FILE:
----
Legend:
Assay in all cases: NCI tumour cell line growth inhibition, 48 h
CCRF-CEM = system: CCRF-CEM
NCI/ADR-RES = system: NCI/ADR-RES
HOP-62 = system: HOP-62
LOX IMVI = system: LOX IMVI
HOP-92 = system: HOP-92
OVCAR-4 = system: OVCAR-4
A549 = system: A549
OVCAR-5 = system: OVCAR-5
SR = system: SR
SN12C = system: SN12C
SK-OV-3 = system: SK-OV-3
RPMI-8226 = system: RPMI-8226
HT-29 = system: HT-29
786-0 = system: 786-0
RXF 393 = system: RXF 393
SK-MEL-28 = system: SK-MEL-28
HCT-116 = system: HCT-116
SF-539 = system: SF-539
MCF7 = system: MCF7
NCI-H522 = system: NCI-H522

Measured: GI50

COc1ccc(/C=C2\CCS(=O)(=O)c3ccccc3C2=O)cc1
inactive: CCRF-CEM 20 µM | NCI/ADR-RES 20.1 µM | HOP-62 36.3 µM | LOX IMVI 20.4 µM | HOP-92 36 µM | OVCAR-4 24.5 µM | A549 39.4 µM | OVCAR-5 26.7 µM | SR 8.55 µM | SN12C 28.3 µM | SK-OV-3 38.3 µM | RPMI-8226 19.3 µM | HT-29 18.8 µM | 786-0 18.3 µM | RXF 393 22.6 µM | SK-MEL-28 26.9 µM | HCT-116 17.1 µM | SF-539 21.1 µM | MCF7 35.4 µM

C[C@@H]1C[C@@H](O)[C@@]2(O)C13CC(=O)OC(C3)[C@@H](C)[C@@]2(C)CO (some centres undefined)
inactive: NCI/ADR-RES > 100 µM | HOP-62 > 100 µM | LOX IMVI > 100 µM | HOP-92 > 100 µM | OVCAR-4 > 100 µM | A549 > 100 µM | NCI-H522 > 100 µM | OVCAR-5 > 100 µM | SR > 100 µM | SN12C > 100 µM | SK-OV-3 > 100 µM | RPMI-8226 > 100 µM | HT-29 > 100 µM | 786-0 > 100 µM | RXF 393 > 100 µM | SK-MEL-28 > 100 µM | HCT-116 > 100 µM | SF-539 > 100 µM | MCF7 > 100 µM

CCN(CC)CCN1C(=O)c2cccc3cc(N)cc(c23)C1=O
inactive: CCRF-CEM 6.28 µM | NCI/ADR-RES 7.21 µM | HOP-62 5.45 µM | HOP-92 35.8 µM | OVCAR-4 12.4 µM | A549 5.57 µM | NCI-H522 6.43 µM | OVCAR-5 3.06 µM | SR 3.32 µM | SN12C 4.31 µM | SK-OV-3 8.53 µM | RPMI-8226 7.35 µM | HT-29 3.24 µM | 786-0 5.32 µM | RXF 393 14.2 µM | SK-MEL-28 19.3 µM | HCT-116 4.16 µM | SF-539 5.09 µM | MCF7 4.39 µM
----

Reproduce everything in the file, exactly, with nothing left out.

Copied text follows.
Legend:
Assay in all cases: NCI tumour cell line growth inhibition, 48 h
CCRF-CEM = system: CCRF-CEM
NCI/ADR-RES = system: NCI/ADR-RES
HOP-62 = system: HOP-62
LOX IMVI = system: LOX IMVI
HOP-92 = system: HOP-92
OVCAR-4 = system: OVCAR-4
A549 = system: A549
OVCAR-5 = system: OVCAR-5
SR = system: SR
SN12C = system: SN12C
SK-OV-3 = system: SK-OV-3
RPMI-8226 = system: RPMI-8226
HT-29 = system: HT-29
786-0 = system: 786-0
RXF 393 = system: RXF 393
SK-MEL-28 = system: SK-MEL-28
HCT-116 = system: HCT-116
SF-539 = system: SF-539
MCF7 = system: MCF7
NCI-H522 = system: NCI-H522

Measured: GI50

COc1ccc(/C=C2\CCS(=O)(=O)c3ccccc3C2=O)cc1
inactive: CCRF-CEM 20 µM | NCI/ADR-RES 20.1 µM | HOP-62 36.3 µM | LOX IMVI 20.4 µM | HOP-92 36 µM | OVCAR-4 24.5 µM | A549 39.4 µM | OVCAR-5 26.7 µM | SR 8.55 µM | SN12C 28.3 µM | SK-OV-3 38.3 µM | RPMI-8226 19.3 µM | HT-29 18.8 µM | 786-0 18.3 µM | RXF 393 22.6 µM | SK-MEL-28 26.9 µM | HCT-116 17.1 µM | SF-539 21.1 µM | MCF7 35.4 µM

C[C@@H]1C[C@@H](O)[C@@]2(O)C13CC(=O)OC(C3)[C@@H](C)[C@@]2(C)CO (some centres undefined)
inactive: NCI/ADR-RES > 100 µM | HOP-62 > 100 µM | LOX IMVI > 100 µM | HOP-92 > 100 µM | OVCAR-4 > 100 µM | A549 > 100 µM | NCI-H522 > 100 µM | OVCAR-5 > 100 µM | SR > 100 µM | SN12C > 100 µM | SK-OV-3 > 100 µM | RPMI-8226 > 100 µM | HT-29 > 100 µM | 786-0 > 100 µM | RXF 393 > 100 µM | SK-MEL-28 > 100 µM | HCT-116 > 100 µM | SF-539 > 100 µM | MCF7 > 100 µM

CCN(CC)CCN1C(=O)c2cccc3cc(N)cc(c23)C1=O
inactive: CCRF-CEM 6.28 µM | NCI/ADR-RES 7.21 µM | HOP-62 5.45 µM | HOP-92 35.8 µM | OVCAR-4 12.4 µM | A549 5.57 µM | NCI-H522 6.43 µM | OVCAR-5 3.06 µM | SR 3.32 µM | SN12C 4.31 µM | SK-OV-3 8.53 µM | RPMI-8226 7.35 µM | HT-29 3.24 µM | 786-0 5.32 µM | RXF 393 14.2 µM | SK-MEL-28 19.3 µM | HCT-116 4.16 µM | SF-539 5.09 µM | MCF7 4.39 µM